Environmental justice advocates are especially concerned about this language because local regulation is essential to protect public health.
Community leaders from the Environmental Health Coalition, representing communities of color including Barrio Logan and National City, have been complaining for twenty years about high asthma rates. Epidemiological studies have clearly shown the link between asthma rates and particulates and other criteria pollutants in vulnerable communities. To date, the ARB has not done enough to address their health concerns.
Assemblymember Cristina Garcia of Bell Gardens (L.A.) represents several neighborhoods where air pollution has seriously impacted the lives of its residents. In June, Garcia and 15 of her Democratic colleagues sent a letter to Governor Brown requesting that the yet-to-be proposed bill protect low-income communities of color burdened by air pollution. She wrote: “If Cap and Trade is extended, we believe it must be designed in a manner that maintains environmental integrity, supports our long term climate and air quality goals, and assures that disproportionate pollution burdens are alleviated, not exacerbated.”
In the letter, the democratic lawmakers outline four key principles:
- Cap and Trade must support improving air quality- polluting facilities should not be permitted to increase their GHG emissions via allowance trading and offsets, while also emitting excessive air pollution.
- Low-value offsets should be limited or eliminated- ensuring that offsets reductions are real is inherently difficult as many of the offsets are located out of state so they are difficult to monitor and evaluate. Even if they are real, they do not produce the same co-benefits such as air pollution reductions, jobs and revenue for California
- Price on carbon should not be artificially suppressed through a price cap that is much lower than the cost of direct emission reductions, excessive allocation of allowances, or reliance on offsets
- Authority of ARB and air districts must be preserved- our climate change program is part of a broader suite of environmental policies which collectively protect public health and serve as a pillar of innovation and economic growth
Governor Brown has completely ignored the environmental justice principles put forth in Garcia’s letter. That is why some environmental groups, including Sierra Club of California, Environmental Health Coalition and SanDiego350, are opposing AB 398. But with the Governor and Speaker determined to push this bill through quickly, these opponents are left with little time to organize and mobilize.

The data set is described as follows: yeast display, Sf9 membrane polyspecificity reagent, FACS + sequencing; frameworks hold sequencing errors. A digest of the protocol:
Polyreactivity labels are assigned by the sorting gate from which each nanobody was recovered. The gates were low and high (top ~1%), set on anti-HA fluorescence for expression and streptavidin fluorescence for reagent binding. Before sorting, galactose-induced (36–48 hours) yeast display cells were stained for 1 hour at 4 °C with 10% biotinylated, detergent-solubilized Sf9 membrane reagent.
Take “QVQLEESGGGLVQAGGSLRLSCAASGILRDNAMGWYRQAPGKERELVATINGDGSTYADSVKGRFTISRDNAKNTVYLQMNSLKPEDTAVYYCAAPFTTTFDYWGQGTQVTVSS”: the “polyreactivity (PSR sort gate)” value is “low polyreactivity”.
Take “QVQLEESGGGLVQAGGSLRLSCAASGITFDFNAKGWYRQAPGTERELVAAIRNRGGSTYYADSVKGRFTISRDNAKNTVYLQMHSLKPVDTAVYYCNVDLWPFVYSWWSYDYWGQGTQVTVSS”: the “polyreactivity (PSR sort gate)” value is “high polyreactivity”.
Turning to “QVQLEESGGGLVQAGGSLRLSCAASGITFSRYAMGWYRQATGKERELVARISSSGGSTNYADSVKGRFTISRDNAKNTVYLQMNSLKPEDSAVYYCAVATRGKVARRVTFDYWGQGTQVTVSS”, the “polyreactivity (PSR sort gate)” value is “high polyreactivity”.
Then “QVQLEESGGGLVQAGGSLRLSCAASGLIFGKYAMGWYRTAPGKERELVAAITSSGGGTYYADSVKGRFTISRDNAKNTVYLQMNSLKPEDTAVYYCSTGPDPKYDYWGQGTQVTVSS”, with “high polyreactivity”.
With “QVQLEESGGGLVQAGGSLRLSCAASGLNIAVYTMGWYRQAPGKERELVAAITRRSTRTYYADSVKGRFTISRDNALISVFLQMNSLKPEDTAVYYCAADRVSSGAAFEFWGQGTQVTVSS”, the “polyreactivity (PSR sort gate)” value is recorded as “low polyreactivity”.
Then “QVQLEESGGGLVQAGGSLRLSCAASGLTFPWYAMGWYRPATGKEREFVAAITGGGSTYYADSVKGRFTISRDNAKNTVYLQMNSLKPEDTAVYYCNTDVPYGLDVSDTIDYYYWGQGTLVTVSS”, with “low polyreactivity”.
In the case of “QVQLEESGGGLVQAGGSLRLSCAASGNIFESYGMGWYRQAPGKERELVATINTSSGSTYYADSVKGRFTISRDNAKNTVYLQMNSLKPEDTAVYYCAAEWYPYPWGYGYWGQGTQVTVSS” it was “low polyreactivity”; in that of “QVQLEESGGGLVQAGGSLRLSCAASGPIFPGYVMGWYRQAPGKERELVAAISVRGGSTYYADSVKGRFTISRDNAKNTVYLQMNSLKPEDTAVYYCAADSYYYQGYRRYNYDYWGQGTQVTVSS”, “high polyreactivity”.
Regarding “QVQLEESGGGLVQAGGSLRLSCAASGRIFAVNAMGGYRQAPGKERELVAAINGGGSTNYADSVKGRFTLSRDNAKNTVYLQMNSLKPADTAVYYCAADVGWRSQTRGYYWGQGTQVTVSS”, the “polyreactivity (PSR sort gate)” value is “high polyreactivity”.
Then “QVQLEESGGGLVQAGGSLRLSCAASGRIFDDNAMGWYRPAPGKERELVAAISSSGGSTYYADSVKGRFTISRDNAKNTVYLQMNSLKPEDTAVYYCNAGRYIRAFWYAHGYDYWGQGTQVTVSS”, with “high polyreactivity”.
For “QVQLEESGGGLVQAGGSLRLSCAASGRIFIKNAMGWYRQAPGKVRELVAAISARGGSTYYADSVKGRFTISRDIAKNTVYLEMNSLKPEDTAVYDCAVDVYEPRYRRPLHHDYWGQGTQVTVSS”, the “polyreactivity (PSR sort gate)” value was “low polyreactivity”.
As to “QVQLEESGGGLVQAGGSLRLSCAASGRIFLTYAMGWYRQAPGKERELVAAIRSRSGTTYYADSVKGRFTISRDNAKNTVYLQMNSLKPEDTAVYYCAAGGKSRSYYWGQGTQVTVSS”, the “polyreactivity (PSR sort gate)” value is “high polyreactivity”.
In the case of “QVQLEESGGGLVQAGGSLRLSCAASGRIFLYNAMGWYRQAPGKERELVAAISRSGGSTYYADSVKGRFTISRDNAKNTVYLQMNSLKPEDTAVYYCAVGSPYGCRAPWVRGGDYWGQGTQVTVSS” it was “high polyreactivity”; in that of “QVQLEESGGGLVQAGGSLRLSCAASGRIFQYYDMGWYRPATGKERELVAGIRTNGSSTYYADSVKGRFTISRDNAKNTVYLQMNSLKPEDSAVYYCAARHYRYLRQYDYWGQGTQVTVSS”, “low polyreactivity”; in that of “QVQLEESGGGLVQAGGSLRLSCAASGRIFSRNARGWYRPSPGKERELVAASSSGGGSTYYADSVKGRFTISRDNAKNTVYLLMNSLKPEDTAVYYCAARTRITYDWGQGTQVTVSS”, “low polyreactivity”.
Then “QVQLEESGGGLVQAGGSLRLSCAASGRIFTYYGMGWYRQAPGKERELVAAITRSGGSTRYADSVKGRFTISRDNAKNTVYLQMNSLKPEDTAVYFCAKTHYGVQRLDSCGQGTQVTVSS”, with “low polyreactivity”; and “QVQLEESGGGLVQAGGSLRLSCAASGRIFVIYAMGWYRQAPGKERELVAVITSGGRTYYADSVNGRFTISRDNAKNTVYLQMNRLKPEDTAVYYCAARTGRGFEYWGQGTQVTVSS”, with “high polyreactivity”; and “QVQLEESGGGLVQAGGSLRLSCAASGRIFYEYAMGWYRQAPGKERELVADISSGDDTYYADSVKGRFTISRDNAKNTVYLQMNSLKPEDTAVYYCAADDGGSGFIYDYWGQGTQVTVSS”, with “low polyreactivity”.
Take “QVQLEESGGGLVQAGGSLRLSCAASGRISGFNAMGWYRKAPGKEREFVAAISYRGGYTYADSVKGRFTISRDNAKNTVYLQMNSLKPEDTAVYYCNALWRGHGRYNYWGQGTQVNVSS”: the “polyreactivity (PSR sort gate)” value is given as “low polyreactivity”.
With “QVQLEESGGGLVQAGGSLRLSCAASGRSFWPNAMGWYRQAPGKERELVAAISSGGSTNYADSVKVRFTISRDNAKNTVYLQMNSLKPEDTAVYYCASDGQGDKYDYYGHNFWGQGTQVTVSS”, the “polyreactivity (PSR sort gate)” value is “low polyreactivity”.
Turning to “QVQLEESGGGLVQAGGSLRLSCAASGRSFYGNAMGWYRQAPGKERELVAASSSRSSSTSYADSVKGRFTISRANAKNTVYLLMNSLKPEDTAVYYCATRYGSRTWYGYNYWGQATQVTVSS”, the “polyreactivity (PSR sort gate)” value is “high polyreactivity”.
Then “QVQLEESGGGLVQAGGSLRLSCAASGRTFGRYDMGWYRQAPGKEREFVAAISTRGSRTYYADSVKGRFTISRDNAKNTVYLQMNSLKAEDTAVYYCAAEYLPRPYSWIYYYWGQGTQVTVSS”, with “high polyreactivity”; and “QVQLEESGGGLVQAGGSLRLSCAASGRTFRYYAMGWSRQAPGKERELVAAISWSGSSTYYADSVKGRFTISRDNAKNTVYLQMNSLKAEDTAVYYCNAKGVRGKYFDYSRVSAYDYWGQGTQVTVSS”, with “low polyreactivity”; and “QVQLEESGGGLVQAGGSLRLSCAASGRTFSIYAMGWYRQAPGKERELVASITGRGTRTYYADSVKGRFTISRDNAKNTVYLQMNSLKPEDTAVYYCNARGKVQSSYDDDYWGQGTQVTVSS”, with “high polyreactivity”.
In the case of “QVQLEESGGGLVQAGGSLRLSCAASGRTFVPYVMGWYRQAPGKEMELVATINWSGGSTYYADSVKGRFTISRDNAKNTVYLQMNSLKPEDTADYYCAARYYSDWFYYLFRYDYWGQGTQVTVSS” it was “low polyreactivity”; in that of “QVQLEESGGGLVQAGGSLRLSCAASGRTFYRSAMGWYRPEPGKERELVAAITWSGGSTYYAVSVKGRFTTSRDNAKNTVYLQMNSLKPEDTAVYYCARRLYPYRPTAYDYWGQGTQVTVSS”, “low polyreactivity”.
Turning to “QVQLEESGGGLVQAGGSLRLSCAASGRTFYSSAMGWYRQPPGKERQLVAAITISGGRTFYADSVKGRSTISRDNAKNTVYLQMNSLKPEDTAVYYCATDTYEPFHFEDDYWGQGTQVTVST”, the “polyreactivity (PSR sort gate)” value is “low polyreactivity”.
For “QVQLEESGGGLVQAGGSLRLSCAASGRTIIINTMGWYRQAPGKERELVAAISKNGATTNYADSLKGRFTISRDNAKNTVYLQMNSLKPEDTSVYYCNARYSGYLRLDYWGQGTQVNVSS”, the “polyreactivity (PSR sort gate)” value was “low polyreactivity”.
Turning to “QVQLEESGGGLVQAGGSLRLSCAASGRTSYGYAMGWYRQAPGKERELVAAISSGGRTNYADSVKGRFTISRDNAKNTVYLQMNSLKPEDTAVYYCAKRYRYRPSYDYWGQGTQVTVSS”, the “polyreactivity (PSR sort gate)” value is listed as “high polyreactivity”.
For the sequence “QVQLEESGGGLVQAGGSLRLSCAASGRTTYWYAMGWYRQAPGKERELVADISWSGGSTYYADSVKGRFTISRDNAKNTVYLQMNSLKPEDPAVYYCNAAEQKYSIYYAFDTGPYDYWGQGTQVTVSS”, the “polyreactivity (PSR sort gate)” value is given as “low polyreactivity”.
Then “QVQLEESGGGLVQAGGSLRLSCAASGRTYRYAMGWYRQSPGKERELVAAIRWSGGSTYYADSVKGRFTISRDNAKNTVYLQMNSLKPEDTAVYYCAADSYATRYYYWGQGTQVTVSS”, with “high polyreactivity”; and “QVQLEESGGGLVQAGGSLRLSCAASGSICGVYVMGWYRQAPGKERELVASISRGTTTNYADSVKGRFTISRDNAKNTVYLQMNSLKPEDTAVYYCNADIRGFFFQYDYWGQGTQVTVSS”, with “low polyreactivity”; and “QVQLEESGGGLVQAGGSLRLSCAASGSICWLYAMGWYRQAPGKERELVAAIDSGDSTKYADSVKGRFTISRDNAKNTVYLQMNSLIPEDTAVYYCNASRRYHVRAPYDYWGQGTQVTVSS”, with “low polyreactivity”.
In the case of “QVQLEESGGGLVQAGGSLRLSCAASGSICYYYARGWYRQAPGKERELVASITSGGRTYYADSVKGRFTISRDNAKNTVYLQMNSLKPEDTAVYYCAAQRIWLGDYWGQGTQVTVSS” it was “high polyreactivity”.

Action Alert from SanDiego350 – Call your legislators today!
SanDiego350 is an inclusive, grassroots climate change organization mobilizing citizens to effect changes in public policy at the state and local level. We encourage you to call your state representatives in the Assembly and Senate.
Oppose AB 398 – Cap and Trade Program; call both your state Assembly and Senate representatives. We oppose this bill because it preempts the regulatory powers of state and local agencies charged with protecting our air in favor of extending a Cap and Trade program that fails to sufficiently lower emissions and raise the price of carbon emissions in California .
Support SB 100 – 100% Clean Energy; call your state Assembly representative.
We support this bill because California must reach the goal of 100% clean energy from solar, wind, and other renewable sources by 2045. This ambitious goal will speed the transition to clean energy and sharply reduce greenhouse gas emissions from fossil fuel burning power plants.
- 36th District, Patricia Bates (R) 916-651-4036
- 38th Dist., Joel Anderson (R) 916-651-4038
- 39th Dist, Toni Atkins (D) 916-651-4039
- 40th, Ben Hueso (D) 916-651-4040
- 71st –Randy Voepel (R) 916-319-2071
- 75th — Marie Waldron (R) 916-319-2075
- 76th — ROCKY CHAVEZ (R) 916-319-2076
- 77th — BRIAN MAIENSCHEIN (R) 916-319-2077
- 78th — TODD GLORIA (D) 916-319-2078
- 79th — SHIRLEY WEBER (D) 916-319-2079
- 80th — LORENA GONZALEZ (D) 916-319-2080
David Harris is a climate action volunteer with SanDiego350. Over a 15 year span, he worked in affordable housing and community development for the cities of Oceanside, Chula Vista, and Encinitas. He began his career as a consumer advocate with CalPIRG and community educator with Environmental Health Coalition.